A proposed class action suit against J Brand, an industry leader in the fashion world that sells its jeans and apparel to countless retailers, was recently filed in California over alleged false origin claims. At the center of the suit is the plaintiff’s allegation that J Brand manufactures, markets and sells its “Skinny Stretch” style of jeans with the claim that the goods are “Made in California, USA.”
California has long had one of the strictest “Made in USA” label requirements. The state law previously prohibited labeling products with an unqualified “Made in USA” claim if any portion of the underlying product was made outside the United States. However, in 2015, California amended its statute to allow companies to label their products “Made in USA” if less than 5 percent of the product’s wholesale value is from foreign components, or if less than 10 percent of the wholesale value is from foreign components which are unavailable in the United States. As stated in our previous client alert, California’s amendment to the California Business and Professions Code for origin designation labeling has provided a degree of certainty in what has previously been an uncertain landscape.
In this case, the plaintiff claims that the J Brand jeans are comprised of more than 5 percent imported material that could have been sourced domestically. Specifically, the plaintiff states that the fabric, thread, buttons, zipper subassembly and rivets are made of imported material.
Although there were a significant number of false origin labeling cases prior to the amendment of the law,1 with the filing of the J Brand suit, it appears that the trend may continue. It will be interesting to see whether a dispute exists between J Brand and the plaintiff over the definition of “wholesale value.” Guidance under the previous law indicated that the term “wholesale value” was to be defined as “the sum of direct and indirect material costs and direct and indirect labor costs.” Even if the prior guidance applies in the J Brand case, the term “indirect costs” is subject to interpretation in calculating the 5 percent and 10 percent thresholds. Considering that this could be outcome determinative as to whether there is a violation of the California law, it is likely to be a significant issue in the case.
The crux of the damages allegation is that foreign-made products are often inherently of “lower quality than their U.S.-made counterparts.” Plaintiff claims that the “Skinny Stretch” style jeans are often of inferior quality due to J Brand’s decision to include foreign-made components. Due to the allegedly inferior quality, the plaintiff alleges that the J Brand apparel are “less reliable, and fail more often than if the product was truly made from 100% American-made components.” The plaintiff then states that the “Skinny Stretch” style of jeans is not worth the purchase price paid.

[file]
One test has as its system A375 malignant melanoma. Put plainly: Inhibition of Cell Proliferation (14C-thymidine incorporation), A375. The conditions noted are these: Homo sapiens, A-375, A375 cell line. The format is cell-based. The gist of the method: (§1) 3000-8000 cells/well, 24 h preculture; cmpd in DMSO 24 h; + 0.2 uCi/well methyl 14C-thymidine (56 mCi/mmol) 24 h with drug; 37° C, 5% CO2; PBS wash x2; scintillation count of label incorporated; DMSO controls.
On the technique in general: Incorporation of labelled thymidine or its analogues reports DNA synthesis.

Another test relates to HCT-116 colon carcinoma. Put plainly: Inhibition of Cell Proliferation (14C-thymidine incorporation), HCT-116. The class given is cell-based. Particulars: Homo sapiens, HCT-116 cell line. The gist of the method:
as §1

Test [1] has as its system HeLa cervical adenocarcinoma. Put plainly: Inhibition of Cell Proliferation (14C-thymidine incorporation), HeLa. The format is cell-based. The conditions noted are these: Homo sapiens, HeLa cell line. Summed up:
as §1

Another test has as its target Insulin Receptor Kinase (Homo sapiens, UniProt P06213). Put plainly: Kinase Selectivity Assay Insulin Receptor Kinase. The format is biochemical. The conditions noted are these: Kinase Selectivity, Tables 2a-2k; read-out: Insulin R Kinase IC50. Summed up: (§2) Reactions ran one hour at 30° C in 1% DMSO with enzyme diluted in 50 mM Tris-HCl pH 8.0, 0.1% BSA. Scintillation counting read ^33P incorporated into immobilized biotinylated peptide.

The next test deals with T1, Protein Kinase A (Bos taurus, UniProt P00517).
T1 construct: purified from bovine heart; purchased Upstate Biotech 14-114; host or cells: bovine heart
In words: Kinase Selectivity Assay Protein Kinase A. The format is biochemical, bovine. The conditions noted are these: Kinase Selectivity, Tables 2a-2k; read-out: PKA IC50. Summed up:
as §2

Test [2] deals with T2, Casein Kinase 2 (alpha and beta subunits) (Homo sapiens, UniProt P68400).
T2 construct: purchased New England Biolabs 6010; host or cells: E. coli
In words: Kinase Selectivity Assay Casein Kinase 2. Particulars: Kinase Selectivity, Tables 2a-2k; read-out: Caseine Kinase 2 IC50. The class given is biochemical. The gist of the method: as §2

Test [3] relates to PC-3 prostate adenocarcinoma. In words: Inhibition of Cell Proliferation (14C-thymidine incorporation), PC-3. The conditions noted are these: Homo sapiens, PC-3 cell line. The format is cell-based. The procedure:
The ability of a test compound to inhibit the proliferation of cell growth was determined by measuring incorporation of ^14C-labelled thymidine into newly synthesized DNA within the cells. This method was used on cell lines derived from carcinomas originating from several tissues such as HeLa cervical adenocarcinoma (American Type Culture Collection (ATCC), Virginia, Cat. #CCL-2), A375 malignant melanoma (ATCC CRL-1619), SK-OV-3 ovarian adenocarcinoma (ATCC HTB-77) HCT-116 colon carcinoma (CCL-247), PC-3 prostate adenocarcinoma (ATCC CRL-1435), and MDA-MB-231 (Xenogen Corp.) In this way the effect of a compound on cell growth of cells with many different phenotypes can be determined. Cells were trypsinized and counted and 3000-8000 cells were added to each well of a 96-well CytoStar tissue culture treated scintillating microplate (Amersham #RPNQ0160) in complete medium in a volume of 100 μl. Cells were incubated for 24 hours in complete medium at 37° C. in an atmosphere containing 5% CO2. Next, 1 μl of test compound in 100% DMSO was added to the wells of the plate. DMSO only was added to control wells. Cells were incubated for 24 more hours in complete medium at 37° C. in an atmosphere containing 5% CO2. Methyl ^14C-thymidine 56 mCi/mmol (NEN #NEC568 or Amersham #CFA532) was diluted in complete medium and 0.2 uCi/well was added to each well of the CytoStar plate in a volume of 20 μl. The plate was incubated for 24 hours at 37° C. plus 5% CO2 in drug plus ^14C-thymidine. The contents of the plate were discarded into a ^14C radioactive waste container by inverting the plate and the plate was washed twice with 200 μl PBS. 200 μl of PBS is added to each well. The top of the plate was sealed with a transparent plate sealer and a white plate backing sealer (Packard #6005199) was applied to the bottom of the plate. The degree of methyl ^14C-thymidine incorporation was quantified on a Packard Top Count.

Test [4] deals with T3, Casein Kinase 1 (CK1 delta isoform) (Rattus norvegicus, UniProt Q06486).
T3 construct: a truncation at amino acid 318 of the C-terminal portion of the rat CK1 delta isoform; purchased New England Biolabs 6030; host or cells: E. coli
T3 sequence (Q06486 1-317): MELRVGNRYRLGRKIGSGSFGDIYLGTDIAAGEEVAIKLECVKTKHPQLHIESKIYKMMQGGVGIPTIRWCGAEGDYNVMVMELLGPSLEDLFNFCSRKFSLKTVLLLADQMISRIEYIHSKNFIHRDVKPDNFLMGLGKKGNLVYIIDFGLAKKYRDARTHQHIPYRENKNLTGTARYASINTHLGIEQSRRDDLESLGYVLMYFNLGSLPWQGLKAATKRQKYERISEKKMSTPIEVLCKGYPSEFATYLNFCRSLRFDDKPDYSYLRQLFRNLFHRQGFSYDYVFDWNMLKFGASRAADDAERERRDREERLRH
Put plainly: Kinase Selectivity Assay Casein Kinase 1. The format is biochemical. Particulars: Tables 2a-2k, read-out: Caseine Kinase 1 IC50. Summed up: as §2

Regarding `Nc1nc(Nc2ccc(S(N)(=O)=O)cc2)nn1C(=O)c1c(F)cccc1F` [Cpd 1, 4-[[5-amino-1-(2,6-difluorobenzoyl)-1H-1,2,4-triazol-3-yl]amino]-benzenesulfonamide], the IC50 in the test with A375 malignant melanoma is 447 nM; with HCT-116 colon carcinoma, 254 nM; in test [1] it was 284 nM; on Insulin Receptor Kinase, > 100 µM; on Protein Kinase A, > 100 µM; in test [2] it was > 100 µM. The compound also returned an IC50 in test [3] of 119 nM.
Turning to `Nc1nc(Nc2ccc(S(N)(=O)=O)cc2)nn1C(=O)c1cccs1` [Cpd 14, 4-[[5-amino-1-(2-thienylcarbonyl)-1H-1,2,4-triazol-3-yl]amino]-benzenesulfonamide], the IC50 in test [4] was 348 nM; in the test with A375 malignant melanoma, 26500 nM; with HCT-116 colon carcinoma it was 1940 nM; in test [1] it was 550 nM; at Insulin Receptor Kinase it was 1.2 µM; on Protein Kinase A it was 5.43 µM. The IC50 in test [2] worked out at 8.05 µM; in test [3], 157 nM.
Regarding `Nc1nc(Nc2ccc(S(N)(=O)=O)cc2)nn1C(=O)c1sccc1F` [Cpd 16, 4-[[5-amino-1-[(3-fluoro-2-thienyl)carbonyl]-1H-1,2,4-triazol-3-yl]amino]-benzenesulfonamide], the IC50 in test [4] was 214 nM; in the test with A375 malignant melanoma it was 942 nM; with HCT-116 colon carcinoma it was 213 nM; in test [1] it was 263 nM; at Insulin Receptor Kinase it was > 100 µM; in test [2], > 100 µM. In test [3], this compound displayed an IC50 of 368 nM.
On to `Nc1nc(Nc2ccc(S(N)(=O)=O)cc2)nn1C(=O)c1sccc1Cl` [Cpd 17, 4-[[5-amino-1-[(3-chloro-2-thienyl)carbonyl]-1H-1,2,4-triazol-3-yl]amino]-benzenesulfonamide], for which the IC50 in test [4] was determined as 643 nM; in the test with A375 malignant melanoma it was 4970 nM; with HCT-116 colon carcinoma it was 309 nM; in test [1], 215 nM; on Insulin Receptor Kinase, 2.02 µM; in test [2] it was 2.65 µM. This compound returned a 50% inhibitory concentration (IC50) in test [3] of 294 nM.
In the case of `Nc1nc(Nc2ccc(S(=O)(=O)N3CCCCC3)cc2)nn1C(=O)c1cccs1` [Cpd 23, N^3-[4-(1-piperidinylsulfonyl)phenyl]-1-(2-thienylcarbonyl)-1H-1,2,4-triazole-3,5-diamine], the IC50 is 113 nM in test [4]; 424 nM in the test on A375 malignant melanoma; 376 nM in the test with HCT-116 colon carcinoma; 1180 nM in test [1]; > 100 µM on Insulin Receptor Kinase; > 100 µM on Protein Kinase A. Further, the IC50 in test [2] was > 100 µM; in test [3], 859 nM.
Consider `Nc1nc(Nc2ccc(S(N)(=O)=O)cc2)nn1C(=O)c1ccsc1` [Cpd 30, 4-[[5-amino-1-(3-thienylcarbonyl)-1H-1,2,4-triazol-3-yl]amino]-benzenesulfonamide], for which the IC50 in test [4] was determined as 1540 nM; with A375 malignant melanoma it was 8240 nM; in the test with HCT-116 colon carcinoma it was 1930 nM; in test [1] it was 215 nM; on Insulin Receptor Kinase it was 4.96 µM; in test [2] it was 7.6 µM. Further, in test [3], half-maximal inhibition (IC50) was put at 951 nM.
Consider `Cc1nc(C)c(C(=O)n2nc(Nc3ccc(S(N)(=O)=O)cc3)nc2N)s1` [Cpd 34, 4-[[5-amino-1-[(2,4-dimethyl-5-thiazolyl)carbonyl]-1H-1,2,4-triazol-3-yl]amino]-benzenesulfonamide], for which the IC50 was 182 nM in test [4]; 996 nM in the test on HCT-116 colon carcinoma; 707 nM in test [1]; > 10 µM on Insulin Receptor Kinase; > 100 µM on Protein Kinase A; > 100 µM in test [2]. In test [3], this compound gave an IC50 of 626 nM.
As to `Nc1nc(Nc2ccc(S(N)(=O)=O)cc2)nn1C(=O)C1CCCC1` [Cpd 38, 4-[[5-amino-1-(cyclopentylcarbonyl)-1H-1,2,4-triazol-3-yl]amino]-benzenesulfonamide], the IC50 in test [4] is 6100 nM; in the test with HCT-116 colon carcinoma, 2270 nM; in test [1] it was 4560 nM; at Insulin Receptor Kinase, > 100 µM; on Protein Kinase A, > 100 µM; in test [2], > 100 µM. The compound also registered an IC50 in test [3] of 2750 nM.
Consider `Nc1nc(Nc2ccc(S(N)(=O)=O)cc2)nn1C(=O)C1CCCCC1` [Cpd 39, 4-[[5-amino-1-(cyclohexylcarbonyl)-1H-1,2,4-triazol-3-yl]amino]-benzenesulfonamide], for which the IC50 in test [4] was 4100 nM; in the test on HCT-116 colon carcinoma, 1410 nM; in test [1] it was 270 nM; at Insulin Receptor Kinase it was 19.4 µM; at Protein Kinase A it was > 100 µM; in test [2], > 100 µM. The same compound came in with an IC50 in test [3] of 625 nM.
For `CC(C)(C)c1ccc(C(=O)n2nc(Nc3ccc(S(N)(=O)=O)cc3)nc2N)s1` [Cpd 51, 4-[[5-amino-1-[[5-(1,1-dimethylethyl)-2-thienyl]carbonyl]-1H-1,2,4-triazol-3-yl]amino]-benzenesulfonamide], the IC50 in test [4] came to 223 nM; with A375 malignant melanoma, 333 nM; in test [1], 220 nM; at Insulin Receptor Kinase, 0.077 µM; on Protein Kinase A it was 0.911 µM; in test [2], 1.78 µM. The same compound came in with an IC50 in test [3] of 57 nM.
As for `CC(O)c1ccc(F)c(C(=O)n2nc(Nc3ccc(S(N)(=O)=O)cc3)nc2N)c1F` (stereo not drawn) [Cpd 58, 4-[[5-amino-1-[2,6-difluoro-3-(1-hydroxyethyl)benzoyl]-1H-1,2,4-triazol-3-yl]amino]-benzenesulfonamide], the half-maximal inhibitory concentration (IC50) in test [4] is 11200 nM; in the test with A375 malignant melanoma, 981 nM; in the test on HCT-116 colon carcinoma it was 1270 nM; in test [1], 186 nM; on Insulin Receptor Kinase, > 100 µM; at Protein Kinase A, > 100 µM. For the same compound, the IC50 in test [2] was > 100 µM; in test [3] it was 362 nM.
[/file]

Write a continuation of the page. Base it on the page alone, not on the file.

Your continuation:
Even if the plaintiff is able to prove that any allegedly foreign components of the “Skinny Stretch” style of jeans that are available domestically account for more than 5 percent of the product’s wholesale value, it will be interesting to see how the plaintiff can prove that the J Brand “Skinny Stretch” style of jeans “fail more often” than if the product was made entirely (or at least 94.99 percent) in the USA. Do the jeans split more often, get holes in the knee area, or does the zipper allegedly break more often because of the foreign components? Moreover, it will be interesting to see how the plaintiff intends to prove that the jeans were not worth the purchase price paid and measure the damages that might be attributable to the allegedly inferior jeans. Plaintiffs in these cases face significant hurdles in terms of quantifying any purported damages, particularly on a class-wide basis. This latest case will face some clear challenges out of the gate, and there will be a number of defenses to class certification should the case progress to that stage. It will be closely monitored by both the plaintiffs’ and defense bar to see how it plays out in court.
For further information, contact Douglas J. Heffner of the Customs and International Trade Team.
1See, e.g., Paz, et al. v. AG Adriano Goldschmied Inc., et al., No. 3:14-cv-01372 (S.D. Cal.); Clark v. Citizens of Humanity LLC, et al., No. 3:14-cv-01404 (S.D. Cal.); Hofmann v. True Religion Apparel, Inc., No. 37-14-41658 (Cal. Sup. Ct.).